The wonderful Vera-Ellen carried most of the lead dancing in the film, ably backed by Danny Kaye and John Brascia. While the bulk of the sequences are crisp, precise tap dances, there’s also plenty of fifties-era hot jazz and modern dance. While my mom has never been a fan of that last item, I like the way White Christmas makes fun of modern dance while not making fun of modern dance. Some think that those parts were developed by Bob Fosse, but that’s not true–Robert Alton was the sole choreographer on the film.
Michael Curtiz, who was no stranger to filming musicals, presents the dance sequences in much the same way he did in Yankee Doodle Dandy–they’re fairly fluid with not a lot of cuts or insert shots, and they allow the dance to be the star. The finished product looks very robust and confident, which is one of the reasons they still hold up almost sixty years later.
There are so many classic numbers in White Christmas, like “Mandy,” “Abraham,” “Blue Skies,” and of course, the title number sung by Bing Crosby, which remains one of the top-selling songs of all time. The tune didn’t take off right away when it was released in 1942, as “Be Careful, It’s My Heart,” generated more of a buzz. What’s interesting is that “White Christmas” was originally a song of longing for home and simple pleasures, but not necessarily for yuletide, but for yuletide it became. It wasn’t until November of that year that momentum for the song began to build, making it the firm holiday staple we know and love.
Musically, Crosby and Rosemary Clooney are the film’s biggest treats, as their partnership is legendary. Recording their songs must have been a dream because it was a collaboration between two artists who not only respected each other’s gifts, but could sing in the same keys. Their warm rapport was evident all through the movie even when their characters were on the outs, and after the film wrapped they stayed friends.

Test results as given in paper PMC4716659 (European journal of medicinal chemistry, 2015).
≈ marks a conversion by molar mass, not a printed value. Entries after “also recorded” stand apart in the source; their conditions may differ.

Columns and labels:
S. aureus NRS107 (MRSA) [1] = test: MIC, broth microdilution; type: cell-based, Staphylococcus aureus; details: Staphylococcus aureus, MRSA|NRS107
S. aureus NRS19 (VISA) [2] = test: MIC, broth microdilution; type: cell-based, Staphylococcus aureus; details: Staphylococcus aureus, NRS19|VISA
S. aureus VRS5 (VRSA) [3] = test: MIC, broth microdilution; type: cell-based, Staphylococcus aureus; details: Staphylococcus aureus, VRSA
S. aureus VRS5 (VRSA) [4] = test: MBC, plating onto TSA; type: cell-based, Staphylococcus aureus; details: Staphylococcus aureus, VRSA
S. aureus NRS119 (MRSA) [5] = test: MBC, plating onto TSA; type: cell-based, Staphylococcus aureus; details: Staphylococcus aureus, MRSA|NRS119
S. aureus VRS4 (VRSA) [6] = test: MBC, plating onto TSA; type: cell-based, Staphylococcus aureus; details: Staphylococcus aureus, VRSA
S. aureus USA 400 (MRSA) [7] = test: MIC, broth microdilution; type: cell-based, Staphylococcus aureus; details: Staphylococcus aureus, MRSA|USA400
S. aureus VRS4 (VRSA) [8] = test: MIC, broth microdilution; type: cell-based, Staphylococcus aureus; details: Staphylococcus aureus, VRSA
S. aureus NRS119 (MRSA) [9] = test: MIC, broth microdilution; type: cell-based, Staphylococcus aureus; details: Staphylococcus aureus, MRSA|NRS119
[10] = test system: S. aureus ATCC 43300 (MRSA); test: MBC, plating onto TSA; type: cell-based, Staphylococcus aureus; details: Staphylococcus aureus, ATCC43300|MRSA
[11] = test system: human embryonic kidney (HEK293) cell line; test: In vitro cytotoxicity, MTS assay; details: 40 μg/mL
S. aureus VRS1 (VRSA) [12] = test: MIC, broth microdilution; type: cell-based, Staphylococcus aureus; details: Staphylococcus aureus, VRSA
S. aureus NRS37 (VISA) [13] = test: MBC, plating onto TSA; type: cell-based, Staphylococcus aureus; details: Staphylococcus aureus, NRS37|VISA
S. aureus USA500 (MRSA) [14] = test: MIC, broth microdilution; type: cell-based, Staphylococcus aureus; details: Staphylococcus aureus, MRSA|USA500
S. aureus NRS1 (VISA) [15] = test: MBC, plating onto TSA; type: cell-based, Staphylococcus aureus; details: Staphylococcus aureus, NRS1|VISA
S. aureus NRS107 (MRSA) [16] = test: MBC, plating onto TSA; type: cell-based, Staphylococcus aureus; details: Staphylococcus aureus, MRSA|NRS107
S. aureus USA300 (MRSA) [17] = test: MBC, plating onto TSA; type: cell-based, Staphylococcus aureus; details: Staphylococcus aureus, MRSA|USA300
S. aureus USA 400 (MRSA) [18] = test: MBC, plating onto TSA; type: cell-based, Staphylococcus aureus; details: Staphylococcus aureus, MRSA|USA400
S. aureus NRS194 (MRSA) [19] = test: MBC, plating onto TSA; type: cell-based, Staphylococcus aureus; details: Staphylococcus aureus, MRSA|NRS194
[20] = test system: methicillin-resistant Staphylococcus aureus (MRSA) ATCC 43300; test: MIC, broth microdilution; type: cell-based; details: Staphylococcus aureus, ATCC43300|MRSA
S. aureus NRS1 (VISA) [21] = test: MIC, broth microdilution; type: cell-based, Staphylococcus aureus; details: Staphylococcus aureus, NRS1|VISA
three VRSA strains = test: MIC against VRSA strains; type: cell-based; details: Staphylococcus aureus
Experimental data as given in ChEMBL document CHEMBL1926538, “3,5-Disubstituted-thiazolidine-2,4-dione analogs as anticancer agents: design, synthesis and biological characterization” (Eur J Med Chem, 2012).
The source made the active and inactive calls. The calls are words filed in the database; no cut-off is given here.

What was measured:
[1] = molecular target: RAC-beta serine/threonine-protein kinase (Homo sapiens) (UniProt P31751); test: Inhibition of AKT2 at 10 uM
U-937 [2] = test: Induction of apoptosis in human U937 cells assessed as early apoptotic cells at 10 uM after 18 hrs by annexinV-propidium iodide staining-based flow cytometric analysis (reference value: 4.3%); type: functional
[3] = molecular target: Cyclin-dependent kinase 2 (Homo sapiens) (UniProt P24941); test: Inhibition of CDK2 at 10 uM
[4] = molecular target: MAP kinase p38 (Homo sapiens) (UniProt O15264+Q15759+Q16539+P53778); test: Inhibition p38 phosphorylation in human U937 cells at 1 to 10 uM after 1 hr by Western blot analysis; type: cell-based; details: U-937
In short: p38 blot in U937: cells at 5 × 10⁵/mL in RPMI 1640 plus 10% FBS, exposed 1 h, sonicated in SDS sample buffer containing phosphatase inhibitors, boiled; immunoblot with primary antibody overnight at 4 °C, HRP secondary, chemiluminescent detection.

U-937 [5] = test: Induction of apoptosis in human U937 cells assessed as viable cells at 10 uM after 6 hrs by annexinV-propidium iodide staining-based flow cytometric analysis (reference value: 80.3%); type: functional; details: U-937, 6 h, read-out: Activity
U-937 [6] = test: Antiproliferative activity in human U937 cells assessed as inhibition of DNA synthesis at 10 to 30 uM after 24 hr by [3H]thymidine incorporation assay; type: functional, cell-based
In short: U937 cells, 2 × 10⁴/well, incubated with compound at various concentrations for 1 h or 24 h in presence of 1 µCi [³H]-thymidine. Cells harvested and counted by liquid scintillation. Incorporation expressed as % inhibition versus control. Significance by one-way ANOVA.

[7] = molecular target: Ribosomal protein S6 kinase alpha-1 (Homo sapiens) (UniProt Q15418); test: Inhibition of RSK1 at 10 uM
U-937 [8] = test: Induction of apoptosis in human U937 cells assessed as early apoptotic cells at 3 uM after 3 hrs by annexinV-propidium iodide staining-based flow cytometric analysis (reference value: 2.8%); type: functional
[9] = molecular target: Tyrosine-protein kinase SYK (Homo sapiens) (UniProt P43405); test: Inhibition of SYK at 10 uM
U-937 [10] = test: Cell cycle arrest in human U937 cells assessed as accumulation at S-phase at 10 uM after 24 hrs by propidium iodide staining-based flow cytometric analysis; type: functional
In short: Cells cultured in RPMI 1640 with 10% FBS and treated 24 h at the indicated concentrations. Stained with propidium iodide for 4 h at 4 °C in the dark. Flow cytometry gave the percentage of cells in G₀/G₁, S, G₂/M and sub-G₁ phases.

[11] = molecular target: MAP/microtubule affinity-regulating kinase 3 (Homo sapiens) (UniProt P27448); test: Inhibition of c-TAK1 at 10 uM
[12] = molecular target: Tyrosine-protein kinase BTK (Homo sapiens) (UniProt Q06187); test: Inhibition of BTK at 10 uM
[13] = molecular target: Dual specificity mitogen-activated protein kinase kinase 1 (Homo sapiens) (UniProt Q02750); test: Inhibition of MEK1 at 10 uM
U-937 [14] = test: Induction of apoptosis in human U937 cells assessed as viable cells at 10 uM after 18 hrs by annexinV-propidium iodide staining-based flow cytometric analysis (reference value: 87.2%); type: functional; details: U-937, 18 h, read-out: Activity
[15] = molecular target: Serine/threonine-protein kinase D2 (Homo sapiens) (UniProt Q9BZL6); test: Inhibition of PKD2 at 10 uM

Clooney also got to stand out on her own more than once, particularly in “Love, You Didn’t Do Right By Me,” which Berlin wrote specially for her. She loved making the film and thought it was like heaven.
Yep. Warm, comforting, fun, and as much of a welcome tradition as cookies for Santa.
In a letter to Irving Hoffman, Berlin said this of White Christmas:
It is the first movie that I’ve been connected with since Holiday Inn that has the feel of a Broadway musical. Usually there’s little enthusiasm once you get over the first week of a picture. But the change in this setup has resulted in an excitement that I am sure will be reflected in the finished job. In any event, as of today I feel great and very much like an opening in Philadelphia with a show.
It would be interesting to see what Irving Berlin would say if he could see what kind of staying power and excitement White Christmas still generates sixty years later. Chances are he’d feel very proud indeed. It is a film not to missed and one to be revisited, Christmas or not.
Hope to see you all on Wednesday, when I’ll be posting an entry for Crystal and Michaela’s Fred and Ginger blogathon a wee bit early. Thanks for reading, all, have a good one…
The Complete Lyrics of Irving Berlin. Edited by Robert Kimball and Linda Everett. Winona, Minnesota: Hal Leonard Corporation, 2005.
Crossland, Ken, and Malcom Macfarlane. Late Life Jazz: The Life and Career of Rosemary Clooney. Oxford: Oxford University Press, 2013.